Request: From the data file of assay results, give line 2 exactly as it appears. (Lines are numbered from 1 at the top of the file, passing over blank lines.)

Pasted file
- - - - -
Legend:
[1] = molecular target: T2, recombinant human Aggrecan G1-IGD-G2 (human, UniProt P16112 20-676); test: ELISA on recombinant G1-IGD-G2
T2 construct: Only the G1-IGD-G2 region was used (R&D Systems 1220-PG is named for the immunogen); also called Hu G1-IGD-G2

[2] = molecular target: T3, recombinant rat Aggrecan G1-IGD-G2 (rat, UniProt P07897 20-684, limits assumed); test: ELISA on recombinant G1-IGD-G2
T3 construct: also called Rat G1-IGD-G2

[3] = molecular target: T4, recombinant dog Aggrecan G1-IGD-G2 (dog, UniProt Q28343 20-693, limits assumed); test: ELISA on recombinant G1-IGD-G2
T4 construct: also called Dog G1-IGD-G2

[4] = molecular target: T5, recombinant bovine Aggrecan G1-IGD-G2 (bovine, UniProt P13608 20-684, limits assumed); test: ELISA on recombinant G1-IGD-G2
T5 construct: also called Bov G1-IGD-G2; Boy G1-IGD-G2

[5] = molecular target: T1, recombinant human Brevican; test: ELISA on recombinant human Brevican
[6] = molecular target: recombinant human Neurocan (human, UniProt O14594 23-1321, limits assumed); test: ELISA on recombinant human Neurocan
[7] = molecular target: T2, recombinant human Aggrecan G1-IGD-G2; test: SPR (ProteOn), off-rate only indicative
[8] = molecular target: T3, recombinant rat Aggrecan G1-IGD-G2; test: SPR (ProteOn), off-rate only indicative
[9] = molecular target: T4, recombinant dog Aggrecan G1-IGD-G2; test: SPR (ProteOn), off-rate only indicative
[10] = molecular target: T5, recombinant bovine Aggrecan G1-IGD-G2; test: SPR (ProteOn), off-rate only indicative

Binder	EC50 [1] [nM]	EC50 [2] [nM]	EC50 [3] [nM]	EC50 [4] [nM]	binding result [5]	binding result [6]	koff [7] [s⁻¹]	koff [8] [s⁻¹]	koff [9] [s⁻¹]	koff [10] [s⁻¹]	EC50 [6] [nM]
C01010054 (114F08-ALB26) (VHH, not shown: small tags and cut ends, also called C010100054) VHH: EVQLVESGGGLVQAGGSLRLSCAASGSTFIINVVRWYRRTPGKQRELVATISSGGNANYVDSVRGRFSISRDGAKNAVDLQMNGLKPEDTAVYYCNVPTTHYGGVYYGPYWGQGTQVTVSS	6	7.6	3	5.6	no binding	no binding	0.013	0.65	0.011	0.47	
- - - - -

[1] = molecular target: T2, recombinant human Aggrecan G1-IGD-G2 (human, UniProt P16112 20-676); test: ELISA on recombinant G1-IGD-G2